The Wyoming Department of Education released on Wednesday its school district guidance for shaping policies related to library books. It comes as districts are increasingly contending with book challenges from parents concerned about mature or explicit topics. 

Lacking legal teeth, the guidance is intended as a resource rather than a requirement, Wyoming Superintendent of Public Instruction Megan Degenfelder said. 

“I must admit that when I first heard about complaints of these graphic sexually explicit materials in books in our schools, I was skeptical,” Degenfelder said at a Capitol press conference. “But I promised Wyoming that I would investigate and address the issue. I did exactly that. And unfortunately, the concerns I heard as I traveled the state were well founded.”

On the campaign trail last year, Degenfelder stressed a local-control bent, telling voters local school districts should make decisions about library material. She re-emphasized that message Wednesday. 

“Nothing in the guidance we have developed bans any book or takes away any local control or forces districts to do anything,” Degenfelder said. 

Drawing upon policies already in place or under consideration in Laramie, Natrona, Park and Teton counties, the guidance includes example policies for definitions and restrictions, model processes for material selection and reconsideration in addition to opt-in or opt-out plans. 

The growing battles over books in Wyoming reflect a national surge in book challenges — which have disproportionately targeted LGBTQ+ content and material that touches on race. Degenfelder, however, said the guidance was “not meant to and does not discriminate with regard to sexual orientation or gender identity.

“Our schools should support all students in their journey toward academic achievement,” she said at the press conference. “Graphic and sexually explicit material in any form does nothing to advance that mission and ultimately distracts from it and costs us the confidence of parents in our state.”

Wyoming Superintendent of Public Instruction Megan Degenfelder (courtesy)

Stakeholders and details 

State education officials turned to people outside the agency to help craft the model policy.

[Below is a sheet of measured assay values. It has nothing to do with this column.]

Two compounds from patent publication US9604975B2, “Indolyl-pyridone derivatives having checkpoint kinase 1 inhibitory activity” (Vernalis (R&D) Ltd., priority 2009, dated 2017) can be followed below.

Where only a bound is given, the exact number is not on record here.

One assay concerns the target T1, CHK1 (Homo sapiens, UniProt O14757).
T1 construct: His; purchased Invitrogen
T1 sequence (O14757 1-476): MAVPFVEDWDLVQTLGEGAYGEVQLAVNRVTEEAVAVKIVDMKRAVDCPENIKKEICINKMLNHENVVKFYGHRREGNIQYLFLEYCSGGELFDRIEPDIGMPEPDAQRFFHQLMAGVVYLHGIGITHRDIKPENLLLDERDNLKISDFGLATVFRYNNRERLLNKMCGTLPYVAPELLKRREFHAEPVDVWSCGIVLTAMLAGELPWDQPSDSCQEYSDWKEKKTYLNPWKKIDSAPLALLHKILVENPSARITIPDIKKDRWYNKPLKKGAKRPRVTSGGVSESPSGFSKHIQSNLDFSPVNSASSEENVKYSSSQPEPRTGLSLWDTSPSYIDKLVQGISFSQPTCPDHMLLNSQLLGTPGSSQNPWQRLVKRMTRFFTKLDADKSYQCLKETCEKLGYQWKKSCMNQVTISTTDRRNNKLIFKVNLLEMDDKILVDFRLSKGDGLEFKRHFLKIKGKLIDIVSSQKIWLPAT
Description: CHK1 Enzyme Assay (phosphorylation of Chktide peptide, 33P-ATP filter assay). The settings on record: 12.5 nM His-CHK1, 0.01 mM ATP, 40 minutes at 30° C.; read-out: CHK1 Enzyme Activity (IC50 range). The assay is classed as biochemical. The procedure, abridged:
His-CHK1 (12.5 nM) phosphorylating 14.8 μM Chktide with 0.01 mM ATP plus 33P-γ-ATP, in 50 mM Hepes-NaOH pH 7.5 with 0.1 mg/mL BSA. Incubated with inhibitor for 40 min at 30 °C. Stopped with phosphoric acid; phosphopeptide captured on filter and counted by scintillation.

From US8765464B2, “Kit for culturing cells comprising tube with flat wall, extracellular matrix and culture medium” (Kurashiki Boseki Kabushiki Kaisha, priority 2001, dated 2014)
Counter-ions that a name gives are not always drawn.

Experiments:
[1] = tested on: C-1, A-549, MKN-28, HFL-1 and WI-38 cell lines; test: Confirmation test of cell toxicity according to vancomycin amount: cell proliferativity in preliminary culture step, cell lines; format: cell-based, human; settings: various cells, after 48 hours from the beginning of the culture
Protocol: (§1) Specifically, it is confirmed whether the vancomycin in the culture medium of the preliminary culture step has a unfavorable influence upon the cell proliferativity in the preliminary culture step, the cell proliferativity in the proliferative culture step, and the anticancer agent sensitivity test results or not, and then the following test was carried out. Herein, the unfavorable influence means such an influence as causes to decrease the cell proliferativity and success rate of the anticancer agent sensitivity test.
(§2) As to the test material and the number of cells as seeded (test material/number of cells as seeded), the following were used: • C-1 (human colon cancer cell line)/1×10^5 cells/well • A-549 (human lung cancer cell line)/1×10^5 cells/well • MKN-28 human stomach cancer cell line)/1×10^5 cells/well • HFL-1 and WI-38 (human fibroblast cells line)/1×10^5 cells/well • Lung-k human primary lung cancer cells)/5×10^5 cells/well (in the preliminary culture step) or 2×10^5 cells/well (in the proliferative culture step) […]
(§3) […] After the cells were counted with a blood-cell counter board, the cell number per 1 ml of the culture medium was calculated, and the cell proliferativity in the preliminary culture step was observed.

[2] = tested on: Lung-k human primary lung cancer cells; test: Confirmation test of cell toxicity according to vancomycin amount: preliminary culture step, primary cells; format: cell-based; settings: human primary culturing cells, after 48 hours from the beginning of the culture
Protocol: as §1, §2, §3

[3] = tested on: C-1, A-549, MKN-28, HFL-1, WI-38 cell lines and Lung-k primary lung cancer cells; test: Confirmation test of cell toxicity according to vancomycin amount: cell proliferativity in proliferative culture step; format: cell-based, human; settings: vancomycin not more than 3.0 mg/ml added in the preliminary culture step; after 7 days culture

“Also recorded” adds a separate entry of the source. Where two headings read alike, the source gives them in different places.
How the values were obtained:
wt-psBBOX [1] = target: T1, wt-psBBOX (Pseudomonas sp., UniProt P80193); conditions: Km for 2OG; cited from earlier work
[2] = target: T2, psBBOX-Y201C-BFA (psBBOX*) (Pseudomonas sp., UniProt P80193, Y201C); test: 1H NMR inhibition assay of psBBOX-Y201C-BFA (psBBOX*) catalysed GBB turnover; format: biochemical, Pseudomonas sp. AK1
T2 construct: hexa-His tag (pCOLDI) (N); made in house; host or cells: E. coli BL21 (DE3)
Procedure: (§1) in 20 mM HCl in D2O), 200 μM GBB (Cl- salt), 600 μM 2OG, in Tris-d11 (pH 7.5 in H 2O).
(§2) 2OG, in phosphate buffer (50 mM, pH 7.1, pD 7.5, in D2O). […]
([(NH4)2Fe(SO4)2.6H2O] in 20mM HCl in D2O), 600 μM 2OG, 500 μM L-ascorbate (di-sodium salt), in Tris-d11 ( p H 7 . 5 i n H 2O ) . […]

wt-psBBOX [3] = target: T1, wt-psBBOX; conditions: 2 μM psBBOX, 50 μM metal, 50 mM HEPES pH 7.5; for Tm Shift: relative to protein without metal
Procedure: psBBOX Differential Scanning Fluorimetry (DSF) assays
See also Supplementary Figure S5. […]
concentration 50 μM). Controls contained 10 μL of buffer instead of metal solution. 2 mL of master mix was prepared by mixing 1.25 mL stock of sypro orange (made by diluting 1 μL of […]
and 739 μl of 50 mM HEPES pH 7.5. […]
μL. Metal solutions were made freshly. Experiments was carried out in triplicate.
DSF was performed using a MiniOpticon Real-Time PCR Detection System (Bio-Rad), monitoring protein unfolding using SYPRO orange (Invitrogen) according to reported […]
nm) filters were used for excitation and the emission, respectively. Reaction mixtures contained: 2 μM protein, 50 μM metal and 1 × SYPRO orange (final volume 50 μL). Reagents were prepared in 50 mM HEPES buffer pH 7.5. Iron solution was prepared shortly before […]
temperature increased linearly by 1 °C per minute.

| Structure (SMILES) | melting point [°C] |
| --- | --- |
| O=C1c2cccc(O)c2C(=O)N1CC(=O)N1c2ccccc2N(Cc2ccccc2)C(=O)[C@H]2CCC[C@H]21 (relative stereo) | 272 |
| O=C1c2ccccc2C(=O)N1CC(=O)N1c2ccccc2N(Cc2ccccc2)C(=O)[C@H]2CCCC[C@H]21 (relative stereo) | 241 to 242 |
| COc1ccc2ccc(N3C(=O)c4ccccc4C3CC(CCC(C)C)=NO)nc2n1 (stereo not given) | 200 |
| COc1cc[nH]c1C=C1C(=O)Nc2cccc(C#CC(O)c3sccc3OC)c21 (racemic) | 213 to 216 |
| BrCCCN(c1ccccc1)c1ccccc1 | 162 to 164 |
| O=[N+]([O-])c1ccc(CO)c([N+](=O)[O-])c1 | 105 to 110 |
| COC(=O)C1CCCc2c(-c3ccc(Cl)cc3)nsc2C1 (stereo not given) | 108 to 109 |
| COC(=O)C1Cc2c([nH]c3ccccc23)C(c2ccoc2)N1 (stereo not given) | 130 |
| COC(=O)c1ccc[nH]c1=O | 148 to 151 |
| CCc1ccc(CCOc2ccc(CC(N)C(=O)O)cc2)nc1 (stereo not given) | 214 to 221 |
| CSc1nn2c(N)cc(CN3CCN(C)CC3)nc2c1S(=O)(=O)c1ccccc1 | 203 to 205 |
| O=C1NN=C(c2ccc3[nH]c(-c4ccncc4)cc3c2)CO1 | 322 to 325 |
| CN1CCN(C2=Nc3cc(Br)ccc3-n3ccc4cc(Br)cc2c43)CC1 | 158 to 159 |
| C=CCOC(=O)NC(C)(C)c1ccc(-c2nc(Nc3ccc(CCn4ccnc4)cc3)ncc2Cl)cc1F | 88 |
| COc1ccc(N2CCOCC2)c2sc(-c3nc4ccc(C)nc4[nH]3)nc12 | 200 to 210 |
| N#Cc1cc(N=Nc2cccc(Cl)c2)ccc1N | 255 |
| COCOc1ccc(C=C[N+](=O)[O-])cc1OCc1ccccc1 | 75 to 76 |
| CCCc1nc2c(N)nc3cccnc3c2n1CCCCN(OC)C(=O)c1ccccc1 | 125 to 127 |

“The cabinet of stakeholders that developed this document started with the premise that it was more important to explain best practices related to policy adoption and include real examples rather than to attempt to prescribe a specific policy template,” the guidance states. 

Degenfelder said cabinet members were selected to represent a wide range of backgrounds, views and geographic points from across the state. 

The 10 members include: Superintendent Jay Curtis, Park County School District No. 1; Maggie Unterseher, New Castle High School librarian; Taylor Jacobs, board member for the State Board of Education and Fremont County School District No. 1; Amber Pollock, former teacher and Casper City Council member; Christy Klaassen, Laramie County School District No. 1 board member; Ashlee Fischer, Gillette parent; Mark Lenhardt, Rock Springs teacher; Kathy Scigliano, Cheyenne parent; Superintendent Mark Broderson, Crook County School District No. 1; and Jeff Wallace, CEO of Wyoming Bank and Trust in Cheyenne. 

Before a district begins any work to establish or modify a library material policy, the guidance recommends the process include formalized stakeholder participation and should include school library professionals, teachers, administrators, legal counsel, parents, students and other community members. 

“Whatever process of selection is used, it is best to ensure that the committee represents all groups, and that an equitable selection process is followed,” the guidance states. 

From there, the guidance recommends five key components. “Definitions” comes first and is important for avoiding ambiguity, the guidance says, and likely to be a challenging one for districts to tackle, especially when it comes to terms that are subjective in nature.  

“The definition of ‘sexually explicit’ is a difficult one that we’ve seen … in court cases all the way to the Supreme Court, as we know from Justice Stewart, who famously said, ‘I know it when I see it,’” Degenfelder said. Stewart made the remark after being asked in 1964 for his test for obscenity.

In one example included in the guidance, Laramie County School District No. 1 is considering defining “sexually explicit content” as “textual, visual, or audio materials that depict sexual conduct or describe sexual conduct using more than a passing reference (such as the use of a sex-related expletive) or allusion.”

Next, the guidance offers recommendations for the process of selecting library materials. Generally, it suggests, library professionals rely on professional reviews and recommendations from staff, parents, students and the community. It also recommends districts create a form for patron requests and recommendations.